What’s Behind All The Train Delays?

The delays are growing- the funding isn't

With all the hype surrounding the upcoming 2nd Avenue subway line, are we paying enough attention to our current infrastructure? The power outage at the Dekalb Avenue station that caused delays in nearly a dozen subway lines and shut down the B line altogether last Tuesday, May 9th, was the second such incident this week alone. The recent Dekalb Avenue outages, several massive delays in late April, and the first falling annual subway ridership since 2009 make one wonder if more of the transit authority’s budget shouldn’t be spent improving the network that already exists.

One domain that needs immediate attention is the subway’s signaling system: the mechanism that gives trains the go-ahead to move down the track. All but one subway line’s signaling mechanisms are incredibly outdated; as a matter of fact, most do not even run on computers. The outdated signaling mechanisms cannot tell exactly where trains are, therefore, they tend to give the go-ahead signal for each train to move forward long after it was already safe to do so. The lag time between signals accumulates train after train, decreasing the number of trains that can pass through a station over a given timeframe.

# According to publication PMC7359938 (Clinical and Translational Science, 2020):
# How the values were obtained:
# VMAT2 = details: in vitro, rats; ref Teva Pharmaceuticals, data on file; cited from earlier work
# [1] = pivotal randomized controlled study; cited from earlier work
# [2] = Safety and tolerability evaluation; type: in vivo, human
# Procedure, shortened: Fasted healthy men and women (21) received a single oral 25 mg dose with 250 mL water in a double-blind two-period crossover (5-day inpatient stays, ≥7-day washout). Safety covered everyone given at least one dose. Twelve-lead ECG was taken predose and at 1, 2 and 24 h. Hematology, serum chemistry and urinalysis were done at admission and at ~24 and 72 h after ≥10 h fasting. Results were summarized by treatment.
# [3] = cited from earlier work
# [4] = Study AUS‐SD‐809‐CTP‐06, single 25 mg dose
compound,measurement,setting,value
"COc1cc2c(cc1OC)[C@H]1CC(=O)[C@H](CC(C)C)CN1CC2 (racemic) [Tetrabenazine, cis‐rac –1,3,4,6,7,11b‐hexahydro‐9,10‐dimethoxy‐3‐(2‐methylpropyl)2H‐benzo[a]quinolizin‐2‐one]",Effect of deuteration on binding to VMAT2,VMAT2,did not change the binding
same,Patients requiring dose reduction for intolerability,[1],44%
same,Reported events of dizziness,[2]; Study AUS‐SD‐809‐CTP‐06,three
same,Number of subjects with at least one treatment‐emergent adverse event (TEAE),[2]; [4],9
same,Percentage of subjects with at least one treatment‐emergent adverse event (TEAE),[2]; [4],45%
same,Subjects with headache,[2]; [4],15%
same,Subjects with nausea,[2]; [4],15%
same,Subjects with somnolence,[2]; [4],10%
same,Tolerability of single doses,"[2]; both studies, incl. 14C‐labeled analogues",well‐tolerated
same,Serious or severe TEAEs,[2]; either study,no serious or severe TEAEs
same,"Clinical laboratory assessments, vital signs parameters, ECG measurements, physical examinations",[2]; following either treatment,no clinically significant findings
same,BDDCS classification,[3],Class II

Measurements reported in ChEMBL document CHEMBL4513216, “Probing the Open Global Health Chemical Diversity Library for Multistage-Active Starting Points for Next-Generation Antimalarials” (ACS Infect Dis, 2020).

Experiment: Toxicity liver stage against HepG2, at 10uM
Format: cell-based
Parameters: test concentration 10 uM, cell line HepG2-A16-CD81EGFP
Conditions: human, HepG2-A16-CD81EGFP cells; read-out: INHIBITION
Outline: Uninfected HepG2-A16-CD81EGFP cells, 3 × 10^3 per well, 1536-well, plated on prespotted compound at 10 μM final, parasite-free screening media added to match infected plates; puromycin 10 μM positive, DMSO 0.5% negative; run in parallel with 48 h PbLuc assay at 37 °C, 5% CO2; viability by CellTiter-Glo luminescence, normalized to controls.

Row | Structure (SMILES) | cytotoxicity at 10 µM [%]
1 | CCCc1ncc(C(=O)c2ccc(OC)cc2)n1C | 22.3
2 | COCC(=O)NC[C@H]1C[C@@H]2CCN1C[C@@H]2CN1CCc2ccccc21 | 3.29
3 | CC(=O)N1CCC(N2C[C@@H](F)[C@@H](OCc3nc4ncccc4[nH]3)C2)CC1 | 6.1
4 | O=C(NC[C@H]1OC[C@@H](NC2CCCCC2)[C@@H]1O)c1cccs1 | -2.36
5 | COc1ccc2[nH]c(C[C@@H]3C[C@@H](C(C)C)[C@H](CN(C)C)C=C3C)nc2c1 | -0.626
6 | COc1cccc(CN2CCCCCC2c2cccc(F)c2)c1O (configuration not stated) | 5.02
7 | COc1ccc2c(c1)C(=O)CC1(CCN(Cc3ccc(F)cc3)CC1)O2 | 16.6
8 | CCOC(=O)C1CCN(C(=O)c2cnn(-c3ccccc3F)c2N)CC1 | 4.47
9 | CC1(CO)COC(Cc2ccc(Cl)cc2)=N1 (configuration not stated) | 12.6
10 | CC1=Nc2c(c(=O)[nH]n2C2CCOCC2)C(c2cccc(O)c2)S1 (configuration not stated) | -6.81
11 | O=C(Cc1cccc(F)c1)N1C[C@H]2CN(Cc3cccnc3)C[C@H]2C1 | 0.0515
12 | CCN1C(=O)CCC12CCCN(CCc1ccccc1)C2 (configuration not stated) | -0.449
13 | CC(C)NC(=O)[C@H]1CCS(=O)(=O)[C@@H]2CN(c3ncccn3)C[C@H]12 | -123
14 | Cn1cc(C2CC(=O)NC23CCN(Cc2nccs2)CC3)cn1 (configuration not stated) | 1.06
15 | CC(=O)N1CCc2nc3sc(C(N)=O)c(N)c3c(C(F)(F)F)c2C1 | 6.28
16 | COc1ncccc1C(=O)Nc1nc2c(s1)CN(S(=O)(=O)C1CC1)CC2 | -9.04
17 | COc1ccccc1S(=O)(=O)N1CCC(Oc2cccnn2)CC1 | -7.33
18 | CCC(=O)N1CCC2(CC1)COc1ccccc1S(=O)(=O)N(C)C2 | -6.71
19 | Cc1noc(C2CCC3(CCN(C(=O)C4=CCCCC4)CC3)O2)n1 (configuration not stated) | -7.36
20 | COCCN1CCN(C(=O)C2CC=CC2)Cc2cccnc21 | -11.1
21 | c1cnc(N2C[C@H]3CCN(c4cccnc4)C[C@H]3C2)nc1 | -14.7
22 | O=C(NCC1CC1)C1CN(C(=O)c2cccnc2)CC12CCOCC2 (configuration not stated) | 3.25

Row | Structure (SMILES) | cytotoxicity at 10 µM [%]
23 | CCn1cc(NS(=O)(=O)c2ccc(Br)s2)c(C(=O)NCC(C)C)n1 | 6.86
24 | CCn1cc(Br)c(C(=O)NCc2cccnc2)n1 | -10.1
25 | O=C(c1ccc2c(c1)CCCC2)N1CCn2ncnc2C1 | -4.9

Installing a computerized signaling system, like London’s Underground, for example, would decrease the lag time between when it’s safe for a train to move forward, and when the train actually gets told to move. The transit authority knows this: it began an initiative to install a new signaling system in 1991. To date, only the L train has an advanced system.

The difficulty of installing new signaling systems lies in a lack of funding. In its latest 5-year capital proposal, the MTA’s requested sum of $3.2 billion for signaling and communications improvements reflected its growing need for them, considering the request was up $800 million from its last two requests. Last year, however, state leaders cut $400 million from the signaling improvement budget.

According to the MTA’s own data, the number of delays per month has been rising dramatically over the last five years.